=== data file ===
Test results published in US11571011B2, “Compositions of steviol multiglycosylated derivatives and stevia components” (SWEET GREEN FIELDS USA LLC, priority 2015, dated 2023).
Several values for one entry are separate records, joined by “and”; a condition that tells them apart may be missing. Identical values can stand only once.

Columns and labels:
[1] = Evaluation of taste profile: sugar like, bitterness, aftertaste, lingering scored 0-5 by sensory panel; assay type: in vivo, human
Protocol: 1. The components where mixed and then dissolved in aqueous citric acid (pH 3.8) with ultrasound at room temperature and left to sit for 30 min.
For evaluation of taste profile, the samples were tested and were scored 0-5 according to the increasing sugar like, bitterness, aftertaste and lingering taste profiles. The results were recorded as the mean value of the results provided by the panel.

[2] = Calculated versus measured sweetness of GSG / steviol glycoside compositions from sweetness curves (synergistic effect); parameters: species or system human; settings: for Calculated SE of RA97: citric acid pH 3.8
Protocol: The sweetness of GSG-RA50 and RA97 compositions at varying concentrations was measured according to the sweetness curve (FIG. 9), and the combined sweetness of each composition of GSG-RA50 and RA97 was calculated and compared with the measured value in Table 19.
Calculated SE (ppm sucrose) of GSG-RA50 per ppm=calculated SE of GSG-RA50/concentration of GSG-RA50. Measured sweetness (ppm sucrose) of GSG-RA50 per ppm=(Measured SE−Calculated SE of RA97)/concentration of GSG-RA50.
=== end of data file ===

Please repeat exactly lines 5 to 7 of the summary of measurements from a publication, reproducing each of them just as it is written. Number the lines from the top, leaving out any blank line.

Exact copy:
Protocol: 1. The components where mixed and then dissolved in aqueous citric acid (pH 3.8) with ultrasound at room temperature and left to sit for 30 min.
For evaluation of taste profile, the samples were tested and were scored 0-5 according to the increasing sugar like, bitterness, aftertaste and lingering taste profiles. The results were recorded as the mean value of the results provided by the panel.

[2] = Calculated versus measured sweetness of GSG / steviol glycoside compositions from sweetness curves (synergistic effect); parameters: species or system human; settings: for Calculated SE of RA97: citric acid pH 3.8